The dollar amount of the fee is nominal, but since payday loans are only for small amounts for a short time (often no more than $100 for two weeks for a first-time borrower), in percentage terms the fee charged is extremely costly. Each rollover incurs a new fee with the extended repayment period, so multiple rollovers can add up quickly. Payday loans are subject to state regulation; in some states, usury laws prevent fee assessments that result in effective triple-digit interest rates. There are workarounds to legally circumvent some usury laws, so state regulation does not provide comprehensive consumer protection.
Payday loans serve a niche market. All that's required to get a payday loan is a bank account in good standing, proof of employment, and identification. No credit checks are conducted, and no assessment of the borrower is done to ensure that he or she can repay the loan. As a result, the payday loan customer base largely consists of people with extremely limited access to credit because of low income, minimal assets, and/or poor credit history. Because the collateral for the loan is a personal check not covered by funds on deposit, a borrower's failure to repay the loan will cause the lender to bounce a check. From the lender's perspective, this customer base is extremely high risk, and that risk is reflected in the triple-digit interest rates commonly charged for payday loans.
While the lender providing payday loans is taking advantage of a market opportunity that serves a population at considerable risk of default, risk goes beyond the lenders. For the vast majority of borrowers, financial insecurity is a way of life. The short repayment term and the high cost of borrowing in percentage terms enables a situation in which borrowers need to extend their loans, causing the cost of repayment to skyrocket. As a result, borrowers can easily (and often do) fall into a very costly repeat borrowing cycle, one in which the high cost of borrowing makes repayment increasingly difficult very quickly. This difficulty in repayment easily translates into worsened credit, reducing borrowers' options for obtaining alternative financing in the future.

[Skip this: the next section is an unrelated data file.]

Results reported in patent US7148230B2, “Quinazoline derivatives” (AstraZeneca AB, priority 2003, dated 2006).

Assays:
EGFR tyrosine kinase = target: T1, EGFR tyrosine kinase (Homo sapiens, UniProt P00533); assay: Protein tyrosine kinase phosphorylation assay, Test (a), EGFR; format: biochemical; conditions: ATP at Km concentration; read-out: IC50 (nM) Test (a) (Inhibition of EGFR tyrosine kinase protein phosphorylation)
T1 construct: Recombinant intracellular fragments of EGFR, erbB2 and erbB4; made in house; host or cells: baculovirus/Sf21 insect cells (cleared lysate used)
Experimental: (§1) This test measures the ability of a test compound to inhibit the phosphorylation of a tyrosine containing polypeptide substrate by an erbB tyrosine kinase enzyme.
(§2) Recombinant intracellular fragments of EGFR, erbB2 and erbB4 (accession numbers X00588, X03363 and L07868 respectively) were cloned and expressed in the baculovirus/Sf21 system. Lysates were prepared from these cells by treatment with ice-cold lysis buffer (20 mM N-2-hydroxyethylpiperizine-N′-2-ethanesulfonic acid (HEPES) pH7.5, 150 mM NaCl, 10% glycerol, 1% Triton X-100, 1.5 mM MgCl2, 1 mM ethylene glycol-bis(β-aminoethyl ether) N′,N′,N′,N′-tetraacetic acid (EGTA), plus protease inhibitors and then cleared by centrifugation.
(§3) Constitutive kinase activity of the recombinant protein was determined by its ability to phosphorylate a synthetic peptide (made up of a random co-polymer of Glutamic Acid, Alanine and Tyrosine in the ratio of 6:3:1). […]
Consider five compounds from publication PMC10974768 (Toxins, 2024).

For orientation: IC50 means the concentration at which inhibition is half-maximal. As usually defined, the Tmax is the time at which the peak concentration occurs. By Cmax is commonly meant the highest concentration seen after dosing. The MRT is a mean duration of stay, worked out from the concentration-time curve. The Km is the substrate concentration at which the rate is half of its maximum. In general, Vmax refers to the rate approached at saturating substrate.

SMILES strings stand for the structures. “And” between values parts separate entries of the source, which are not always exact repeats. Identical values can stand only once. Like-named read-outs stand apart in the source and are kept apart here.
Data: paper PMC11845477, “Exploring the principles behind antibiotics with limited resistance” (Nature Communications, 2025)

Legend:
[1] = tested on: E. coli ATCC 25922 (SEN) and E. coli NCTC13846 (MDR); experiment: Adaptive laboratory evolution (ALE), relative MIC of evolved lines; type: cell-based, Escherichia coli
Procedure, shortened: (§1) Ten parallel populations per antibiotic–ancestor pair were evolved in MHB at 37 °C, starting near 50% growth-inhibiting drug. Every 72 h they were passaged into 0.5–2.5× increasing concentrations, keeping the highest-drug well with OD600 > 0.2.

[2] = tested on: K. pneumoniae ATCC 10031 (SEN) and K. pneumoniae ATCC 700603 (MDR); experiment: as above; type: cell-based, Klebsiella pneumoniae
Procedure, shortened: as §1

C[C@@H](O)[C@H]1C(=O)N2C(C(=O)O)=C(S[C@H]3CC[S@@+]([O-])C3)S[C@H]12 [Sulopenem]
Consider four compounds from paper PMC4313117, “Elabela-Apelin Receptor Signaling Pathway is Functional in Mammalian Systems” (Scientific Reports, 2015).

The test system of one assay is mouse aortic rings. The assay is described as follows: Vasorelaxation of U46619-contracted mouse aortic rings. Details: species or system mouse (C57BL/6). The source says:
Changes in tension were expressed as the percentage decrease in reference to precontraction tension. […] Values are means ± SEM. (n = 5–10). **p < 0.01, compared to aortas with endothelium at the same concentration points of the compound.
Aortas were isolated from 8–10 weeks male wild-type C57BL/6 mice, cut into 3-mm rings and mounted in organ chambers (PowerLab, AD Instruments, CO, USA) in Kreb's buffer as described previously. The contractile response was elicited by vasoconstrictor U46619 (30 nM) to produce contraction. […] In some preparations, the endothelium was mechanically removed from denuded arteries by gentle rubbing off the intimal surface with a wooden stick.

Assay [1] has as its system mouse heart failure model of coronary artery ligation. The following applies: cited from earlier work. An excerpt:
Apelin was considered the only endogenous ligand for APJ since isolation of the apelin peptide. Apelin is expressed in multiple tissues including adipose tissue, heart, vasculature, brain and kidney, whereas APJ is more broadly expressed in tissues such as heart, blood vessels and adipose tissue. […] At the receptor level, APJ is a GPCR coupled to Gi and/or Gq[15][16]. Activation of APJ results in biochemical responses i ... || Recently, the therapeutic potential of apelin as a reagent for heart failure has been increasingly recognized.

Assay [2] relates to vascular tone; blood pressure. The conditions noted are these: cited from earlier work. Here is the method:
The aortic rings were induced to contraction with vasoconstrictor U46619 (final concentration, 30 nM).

Although payday loans can be an effective bridge for extremely short-term financing, the high level of risk suggests that they should be taken out for as little as possible, only as a last resort in extreme circumstances, and most importantly, only if there's a very strong probability of being able to repay the loan in full without needing to roll it over.
Sunday, April 8, 2007
If you want the quick and funny version of this topic, go to JibJab and listen to the Big Box Mart song. I'll wait.
Moving right along.